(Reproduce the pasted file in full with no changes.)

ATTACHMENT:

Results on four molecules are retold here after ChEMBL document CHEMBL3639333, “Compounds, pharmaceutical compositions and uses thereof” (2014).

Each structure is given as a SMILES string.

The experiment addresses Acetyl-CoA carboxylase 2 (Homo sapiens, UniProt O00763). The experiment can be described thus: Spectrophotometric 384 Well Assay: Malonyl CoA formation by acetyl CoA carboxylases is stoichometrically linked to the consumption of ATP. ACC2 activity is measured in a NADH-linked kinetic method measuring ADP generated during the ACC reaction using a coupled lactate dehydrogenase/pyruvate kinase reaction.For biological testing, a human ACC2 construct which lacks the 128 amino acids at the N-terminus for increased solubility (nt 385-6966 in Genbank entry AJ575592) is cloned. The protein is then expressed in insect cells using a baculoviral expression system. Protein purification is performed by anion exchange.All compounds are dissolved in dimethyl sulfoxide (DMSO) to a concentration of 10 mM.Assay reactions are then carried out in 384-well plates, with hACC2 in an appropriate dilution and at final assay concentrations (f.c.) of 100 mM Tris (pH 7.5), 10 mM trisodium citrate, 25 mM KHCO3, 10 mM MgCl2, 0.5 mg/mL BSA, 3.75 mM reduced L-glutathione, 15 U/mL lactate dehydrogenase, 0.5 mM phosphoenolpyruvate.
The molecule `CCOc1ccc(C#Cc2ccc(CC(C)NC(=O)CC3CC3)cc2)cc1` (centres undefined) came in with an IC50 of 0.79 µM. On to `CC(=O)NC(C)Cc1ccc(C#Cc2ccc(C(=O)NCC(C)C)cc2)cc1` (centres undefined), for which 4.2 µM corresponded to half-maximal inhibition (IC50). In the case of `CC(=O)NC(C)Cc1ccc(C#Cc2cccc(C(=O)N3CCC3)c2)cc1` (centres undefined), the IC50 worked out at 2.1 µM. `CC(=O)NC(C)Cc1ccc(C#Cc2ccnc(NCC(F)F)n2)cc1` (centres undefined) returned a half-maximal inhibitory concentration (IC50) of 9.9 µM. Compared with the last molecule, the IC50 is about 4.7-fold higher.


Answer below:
Results on four molecules are retold here after ChEMBL document CHEMBL3639333, “Compounds, pharmaceutical compositions and uses thereof” (2014).

Each structure is given as a SMILES string.

The experiment addresses Acetyl-CoA carboxylase 2 (Homo sapiens, UniProt O00763). The experiment can be described thus: Spectrophotometric 384 Well Assay: Malonyl CoA formation by acetyl CoA carboxylases is stoichometrically linked to the consumption of ATP. ACC2 activity is measured in a NADH-linked kinetic method measuring ADP generated during the ACC reaction using a coupled lactate dehydrogenase/pyruvate kinase reaction.For biological testing, a human ACC2 construct which lacks the 128 amino acids at the N-terminus for increased solubility (nt 385-6966 in Genbank entry AJ575592) is cloned. The protein is then expressed in insect cells using a baculoviral expression system. Protein purification is performed by anion exchange.All compounds are dissolved in dimethyl sulfoxide (DMSO) to a concentration of 10 mM.Assay reactions are then carried out in 384-well plates, with hACC2 in an appropriate dilution and at final assay concentrations (f.c.) of 100 mM Tris (pH 7.5), 10 mM trisodium citrate, 25 mM KHCO3, 10 mM MgCl2, 0.5 mg/mL BSA, 3.75 mM reduced L-glutathione, 15 U/mL lactate dehydrogenase, 0.5 mM phosphoenolpyruvate.
The molecule `CCOc1ccc(C#Cc2ccc(CC(C)NC(=O)CC3CC3)cc2)cc1` (centres undefined) came in with an IC50 of 0.79 µM. On to `CC(=O)NC(C)Cc1ccc(C#Cc2ccc(C(=O)NCC(C)C)cc2)cc1` (centres undefined), for which 4.2 µM corresponded to half-maximal inhibition (IC50). In the case of `CC(=O)NC(C)Cc1ccc(C#Cc2cccc(C(=O)N3CCC3)c2)cc1` (centres undefined), the IC50 worked out at 2.1 µM. `CC(=O)NC(C)Cc1ccc(C#Cc2ccnc(NCC(F)F)n2)cc1` (centres undefined) returned a half-maximal inhibitory concentration (IC50) of 9.9 µM. Compared with the last molecule, the IC50 is about 4.7-fold higher.